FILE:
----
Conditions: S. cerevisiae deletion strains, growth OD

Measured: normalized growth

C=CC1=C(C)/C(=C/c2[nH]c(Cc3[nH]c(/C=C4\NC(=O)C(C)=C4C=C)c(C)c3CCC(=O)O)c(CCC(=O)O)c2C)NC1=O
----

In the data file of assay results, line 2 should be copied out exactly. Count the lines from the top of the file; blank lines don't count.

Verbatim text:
Measured: normalized growth